- changes need to be done wisely with eyes open;
- there should be a debate over better regulation;
- companies need to start doing the right thing before a crisis;
- need for a systemic risk regulator;
- too-big-to-fail needs to be worked out;
- regulation needs to be by product, mortgages, derivatives, etc.;
- hedge funds and private equity need to be brought into regulation;
- need to simplify the regulatory system;
- need to fix Basel II;
- regulation needs to be fairly applied;
- in securitization, all parties need to have some skin in the game;
- need to regulate entire mortgage industry;
- need to stop letting real estate bring us to our knees;
- need to get accounting under control, mark to market accounting is fine but it has come to a ridiculous point, certain marks create too much volatility. There is too much flexibility in accounting;
- need for counter-cyclical policies;
- High loan-loss reserves need to be kept at all the time - as a reminder that things can be bad.
Friday, July 03, 2009
Jamie Dimon speech at U.S. Chamber on 11 Mar 2009
An insightful speech was given by Jamie Dimon to the U.S. Chamber in Washington D.C. on 13 Mar 2009. He touched on many of the issues that created the economic mess.
He started by saying that there's no silver bullet that can solve the crisis. He stressed that the economy faces a very different situation than in prior recessions. The run on bank was not a traditional one. He also confessed that not shutting down JPMorgan's mortgage broker business sooner was "the biggest mistake of my career."
Dimon read from the text of a note that he sent to former Treasury Secretary, Hank Paulson, and said he will send the same to Fed Chairman, Ben Bernanke. His quote was a Teddy Roosevelt gem, designed to give some measure of solace not just to Paulson and Bernanke, but everyone toiling in the beleaguered industry. He read:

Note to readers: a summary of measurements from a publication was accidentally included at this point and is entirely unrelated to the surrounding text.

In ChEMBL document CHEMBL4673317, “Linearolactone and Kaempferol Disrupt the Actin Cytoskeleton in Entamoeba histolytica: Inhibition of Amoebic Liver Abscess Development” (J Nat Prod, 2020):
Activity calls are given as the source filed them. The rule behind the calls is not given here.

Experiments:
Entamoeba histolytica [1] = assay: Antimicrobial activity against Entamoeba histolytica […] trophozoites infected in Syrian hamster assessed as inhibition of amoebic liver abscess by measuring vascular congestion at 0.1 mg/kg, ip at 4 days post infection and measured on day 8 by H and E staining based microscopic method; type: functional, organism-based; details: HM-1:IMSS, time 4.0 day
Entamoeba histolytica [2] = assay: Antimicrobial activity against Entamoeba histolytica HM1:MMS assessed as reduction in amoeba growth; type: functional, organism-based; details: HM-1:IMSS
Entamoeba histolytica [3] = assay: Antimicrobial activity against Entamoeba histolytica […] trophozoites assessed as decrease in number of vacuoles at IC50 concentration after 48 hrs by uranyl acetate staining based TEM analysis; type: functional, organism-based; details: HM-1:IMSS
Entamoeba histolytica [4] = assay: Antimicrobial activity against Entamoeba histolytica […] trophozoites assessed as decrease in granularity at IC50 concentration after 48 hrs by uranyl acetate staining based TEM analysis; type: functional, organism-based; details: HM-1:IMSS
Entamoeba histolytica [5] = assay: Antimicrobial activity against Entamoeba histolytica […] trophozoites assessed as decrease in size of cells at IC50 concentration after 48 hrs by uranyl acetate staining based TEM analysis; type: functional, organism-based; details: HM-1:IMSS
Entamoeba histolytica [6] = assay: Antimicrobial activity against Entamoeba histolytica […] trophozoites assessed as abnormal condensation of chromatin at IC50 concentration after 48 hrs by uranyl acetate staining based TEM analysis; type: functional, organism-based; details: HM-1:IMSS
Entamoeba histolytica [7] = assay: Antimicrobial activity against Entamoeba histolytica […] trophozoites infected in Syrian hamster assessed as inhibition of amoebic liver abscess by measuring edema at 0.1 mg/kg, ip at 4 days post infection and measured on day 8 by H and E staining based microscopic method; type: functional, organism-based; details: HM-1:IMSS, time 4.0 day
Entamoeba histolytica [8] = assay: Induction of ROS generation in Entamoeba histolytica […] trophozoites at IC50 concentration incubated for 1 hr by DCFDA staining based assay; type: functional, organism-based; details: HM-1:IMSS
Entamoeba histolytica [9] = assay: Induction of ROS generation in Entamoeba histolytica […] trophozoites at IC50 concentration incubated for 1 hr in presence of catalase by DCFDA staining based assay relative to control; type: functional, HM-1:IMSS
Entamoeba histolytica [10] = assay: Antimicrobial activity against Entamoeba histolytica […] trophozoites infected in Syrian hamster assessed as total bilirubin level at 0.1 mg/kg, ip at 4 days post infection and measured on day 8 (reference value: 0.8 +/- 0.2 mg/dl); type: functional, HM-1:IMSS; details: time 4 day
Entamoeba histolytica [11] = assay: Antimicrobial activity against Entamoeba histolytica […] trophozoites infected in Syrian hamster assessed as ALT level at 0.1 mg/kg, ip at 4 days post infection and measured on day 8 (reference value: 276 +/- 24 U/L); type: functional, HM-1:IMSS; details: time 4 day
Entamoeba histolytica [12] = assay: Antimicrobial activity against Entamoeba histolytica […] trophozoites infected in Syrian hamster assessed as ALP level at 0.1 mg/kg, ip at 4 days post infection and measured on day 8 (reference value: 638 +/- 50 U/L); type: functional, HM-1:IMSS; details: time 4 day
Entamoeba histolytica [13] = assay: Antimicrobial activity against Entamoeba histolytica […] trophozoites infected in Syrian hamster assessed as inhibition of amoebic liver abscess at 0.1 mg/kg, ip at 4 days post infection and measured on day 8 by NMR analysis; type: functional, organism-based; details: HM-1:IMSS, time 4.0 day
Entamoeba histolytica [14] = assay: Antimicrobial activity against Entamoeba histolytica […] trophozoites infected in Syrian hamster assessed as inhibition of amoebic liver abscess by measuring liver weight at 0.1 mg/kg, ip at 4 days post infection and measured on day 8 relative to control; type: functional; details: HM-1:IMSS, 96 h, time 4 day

"It is not the critic who counts, nor the man who points out how the strong man stumbled, or the doer of deeds could have done better. The credit belongs to the man or woman who is actually in the arena, whose face is marred by dust and sweat and blood, who strives valiantly, who errs and comes up short again and again, because there is no effort without error or shortcoming, but who knows the great enthusiasms, the great devotions, who spend himself for a worthy cause; who, at best, in the end, knows the triumph of great achievement, and who, at worst, if he fails, at least fails while daring greatly, so that his place will never be with those cold and timid souls who know neither victory or defeat."
Some of his thoughts on the future of the system are:
With his closing volley, Dimon took his shots at Washington, calling on the President to lead and members of Congress to stay their partisan bickering and follow. "There's a silver bullet," he said though. "There's plenty of blame to go around, when the war is over we should go ahead and do that. But we need all of our soldiers, and we're all soldiers in this war, to get this problem fixed - Abe Lincoln said a house divided against itself cannot stand - We need now everybody, everybody to act in unison to accomplish objectives I'd put the House, the Senate, the Democrats and the Republicans in that category. This is not politics as usual; we cannot be a dysfunctional family. We have a commander in chief, he needs to lead us so we can overcome this, and if he does, we will prevail."